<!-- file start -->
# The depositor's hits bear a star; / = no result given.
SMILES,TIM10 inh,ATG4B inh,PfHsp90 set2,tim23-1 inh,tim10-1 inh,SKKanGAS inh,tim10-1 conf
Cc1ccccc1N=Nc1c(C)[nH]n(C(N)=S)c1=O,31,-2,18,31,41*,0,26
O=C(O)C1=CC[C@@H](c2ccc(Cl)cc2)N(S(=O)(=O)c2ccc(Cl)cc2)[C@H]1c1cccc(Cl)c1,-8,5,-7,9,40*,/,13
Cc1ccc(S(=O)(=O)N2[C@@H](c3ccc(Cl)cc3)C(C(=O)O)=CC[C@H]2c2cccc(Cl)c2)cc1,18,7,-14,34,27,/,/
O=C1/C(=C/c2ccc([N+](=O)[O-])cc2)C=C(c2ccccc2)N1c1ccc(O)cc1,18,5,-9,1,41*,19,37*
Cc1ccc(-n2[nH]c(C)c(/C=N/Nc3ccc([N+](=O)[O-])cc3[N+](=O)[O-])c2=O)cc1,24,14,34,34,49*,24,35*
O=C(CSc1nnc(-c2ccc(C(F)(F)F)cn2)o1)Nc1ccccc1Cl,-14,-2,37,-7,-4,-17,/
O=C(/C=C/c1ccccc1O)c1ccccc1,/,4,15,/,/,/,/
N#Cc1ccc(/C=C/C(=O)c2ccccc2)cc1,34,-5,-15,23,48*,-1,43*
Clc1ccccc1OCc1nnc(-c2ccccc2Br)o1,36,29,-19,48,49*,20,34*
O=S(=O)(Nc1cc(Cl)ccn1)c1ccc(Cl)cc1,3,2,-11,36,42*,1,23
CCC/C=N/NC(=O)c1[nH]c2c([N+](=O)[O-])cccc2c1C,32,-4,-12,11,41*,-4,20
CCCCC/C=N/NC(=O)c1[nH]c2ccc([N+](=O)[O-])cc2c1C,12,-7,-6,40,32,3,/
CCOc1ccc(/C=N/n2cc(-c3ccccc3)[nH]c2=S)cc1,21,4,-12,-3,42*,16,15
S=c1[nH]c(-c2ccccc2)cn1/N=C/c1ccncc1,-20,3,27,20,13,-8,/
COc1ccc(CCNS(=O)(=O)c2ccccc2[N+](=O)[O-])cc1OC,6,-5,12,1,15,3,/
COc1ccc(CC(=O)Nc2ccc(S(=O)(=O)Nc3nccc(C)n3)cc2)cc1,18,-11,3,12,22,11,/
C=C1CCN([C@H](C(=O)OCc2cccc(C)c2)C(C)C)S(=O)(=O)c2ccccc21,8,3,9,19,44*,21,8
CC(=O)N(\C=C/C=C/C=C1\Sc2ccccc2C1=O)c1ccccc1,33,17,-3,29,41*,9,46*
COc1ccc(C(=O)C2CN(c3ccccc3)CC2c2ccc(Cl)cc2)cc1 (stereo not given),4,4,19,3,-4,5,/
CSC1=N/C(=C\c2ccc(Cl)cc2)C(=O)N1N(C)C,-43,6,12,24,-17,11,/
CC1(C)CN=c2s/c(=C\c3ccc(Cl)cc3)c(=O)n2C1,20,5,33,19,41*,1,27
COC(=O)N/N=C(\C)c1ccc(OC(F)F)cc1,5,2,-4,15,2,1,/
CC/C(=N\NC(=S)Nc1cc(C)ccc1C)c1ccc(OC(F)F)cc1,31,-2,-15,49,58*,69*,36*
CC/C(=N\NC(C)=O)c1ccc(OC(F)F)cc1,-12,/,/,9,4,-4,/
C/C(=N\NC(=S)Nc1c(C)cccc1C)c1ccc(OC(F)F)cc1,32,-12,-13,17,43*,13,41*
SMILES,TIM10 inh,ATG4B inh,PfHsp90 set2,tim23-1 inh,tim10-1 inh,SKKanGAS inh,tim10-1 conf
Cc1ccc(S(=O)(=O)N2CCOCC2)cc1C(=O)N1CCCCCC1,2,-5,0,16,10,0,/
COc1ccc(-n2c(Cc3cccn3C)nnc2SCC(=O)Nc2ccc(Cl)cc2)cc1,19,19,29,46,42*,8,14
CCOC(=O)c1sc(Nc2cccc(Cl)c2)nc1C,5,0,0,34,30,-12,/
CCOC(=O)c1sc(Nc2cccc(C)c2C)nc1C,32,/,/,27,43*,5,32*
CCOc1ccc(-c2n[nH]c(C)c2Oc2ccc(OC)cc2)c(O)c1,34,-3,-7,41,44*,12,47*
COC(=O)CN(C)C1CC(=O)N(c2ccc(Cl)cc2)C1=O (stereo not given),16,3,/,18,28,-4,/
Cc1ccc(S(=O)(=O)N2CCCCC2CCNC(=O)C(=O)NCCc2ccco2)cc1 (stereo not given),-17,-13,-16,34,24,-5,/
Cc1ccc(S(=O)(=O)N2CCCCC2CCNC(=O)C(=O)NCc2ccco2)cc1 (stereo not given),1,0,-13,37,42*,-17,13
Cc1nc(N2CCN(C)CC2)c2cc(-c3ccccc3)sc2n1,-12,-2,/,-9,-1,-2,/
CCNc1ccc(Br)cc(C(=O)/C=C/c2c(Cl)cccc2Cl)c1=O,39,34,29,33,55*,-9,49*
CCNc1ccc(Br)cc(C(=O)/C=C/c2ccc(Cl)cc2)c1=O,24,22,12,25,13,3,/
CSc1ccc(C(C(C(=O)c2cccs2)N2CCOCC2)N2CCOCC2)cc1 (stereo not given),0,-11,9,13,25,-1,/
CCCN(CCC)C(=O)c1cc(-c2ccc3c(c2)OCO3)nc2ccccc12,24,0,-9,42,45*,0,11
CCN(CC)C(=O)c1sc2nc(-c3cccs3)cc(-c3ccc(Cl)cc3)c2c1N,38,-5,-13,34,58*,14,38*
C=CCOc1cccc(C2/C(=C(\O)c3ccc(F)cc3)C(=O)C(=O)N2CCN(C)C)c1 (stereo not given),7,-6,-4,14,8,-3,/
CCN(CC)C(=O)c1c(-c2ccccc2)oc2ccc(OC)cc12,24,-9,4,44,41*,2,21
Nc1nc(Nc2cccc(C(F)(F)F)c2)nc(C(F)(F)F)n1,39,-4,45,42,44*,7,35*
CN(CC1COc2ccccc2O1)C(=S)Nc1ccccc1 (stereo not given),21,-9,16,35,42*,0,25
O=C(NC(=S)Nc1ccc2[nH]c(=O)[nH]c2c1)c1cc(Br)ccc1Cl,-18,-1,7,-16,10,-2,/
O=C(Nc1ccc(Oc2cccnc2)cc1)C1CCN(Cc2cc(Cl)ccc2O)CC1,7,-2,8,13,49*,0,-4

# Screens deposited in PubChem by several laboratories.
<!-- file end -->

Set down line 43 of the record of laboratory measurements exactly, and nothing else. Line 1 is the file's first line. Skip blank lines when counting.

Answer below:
C=CCOc1cccc(C2/C(=C(\O)c3ccc(F)cc3)C(=O)C(=O)N2CCN(C)C)c1 (stereo not given),7,-6,-4,14,8,-3,/